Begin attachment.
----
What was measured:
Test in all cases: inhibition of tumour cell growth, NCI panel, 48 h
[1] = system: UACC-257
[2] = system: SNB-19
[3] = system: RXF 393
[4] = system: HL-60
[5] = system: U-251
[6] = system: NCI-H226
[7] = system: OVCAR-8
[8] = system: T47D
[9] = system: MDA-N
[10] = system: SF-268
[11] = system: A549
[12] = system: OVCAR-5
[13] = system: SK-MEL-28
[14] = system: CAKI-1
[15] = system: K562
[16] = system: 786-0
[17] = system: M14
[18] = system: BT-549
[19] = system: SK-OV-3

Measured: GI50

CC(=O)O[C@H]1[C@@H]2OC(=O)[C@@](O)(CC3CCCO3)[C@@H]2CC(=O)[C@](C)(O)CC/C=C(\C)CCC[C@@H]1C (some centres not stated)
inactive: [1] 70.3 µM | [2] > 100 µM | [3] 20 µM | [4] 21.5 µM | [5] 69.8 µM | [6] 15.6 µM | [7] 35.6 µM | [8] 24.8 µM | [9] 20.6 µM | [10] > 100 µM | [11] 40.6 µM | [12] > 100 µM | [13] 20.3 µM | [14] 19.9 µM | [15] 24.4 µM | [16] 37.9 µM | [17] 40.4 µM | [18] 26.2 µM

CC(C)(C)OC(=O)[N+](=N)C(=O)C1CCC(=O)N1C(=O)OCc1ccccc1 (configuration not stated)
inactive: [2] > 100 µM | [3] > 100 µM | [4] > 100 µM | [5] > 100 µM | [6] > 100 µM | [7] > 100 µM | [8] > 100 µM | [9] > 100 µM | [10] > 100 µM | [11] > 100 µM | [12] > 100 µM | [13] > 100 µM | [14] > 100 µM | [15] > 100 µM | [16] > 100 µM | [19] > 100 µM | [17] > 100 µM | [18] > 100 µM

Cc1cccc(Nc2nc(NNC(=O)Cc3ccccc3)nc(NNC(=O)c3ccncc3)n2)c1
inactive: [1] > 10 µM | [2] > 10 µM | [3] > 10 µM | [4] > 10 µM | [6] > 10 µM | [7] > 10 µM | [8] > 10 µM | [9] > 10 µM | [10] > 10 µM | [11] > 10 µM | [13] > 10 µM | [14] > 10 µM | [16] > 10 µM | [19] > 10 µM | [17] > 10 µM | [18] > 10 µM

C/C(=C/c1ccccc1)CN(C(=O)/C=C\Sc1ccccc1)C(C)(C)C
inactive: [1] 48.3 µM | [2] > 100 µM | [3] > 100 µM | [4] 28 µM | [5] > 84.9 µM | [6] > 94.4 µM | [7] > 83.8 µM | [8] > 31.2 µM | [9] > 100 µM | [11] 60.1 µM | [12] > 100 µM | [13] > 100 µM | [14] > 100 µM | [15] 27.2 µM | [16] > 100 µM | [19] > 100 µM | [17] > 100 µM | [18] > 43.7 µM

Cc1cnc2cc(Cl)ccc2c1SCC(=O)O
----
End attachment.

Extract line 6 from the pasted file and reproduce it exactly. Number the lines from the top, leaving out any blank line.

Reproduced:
[4] = system: HL-60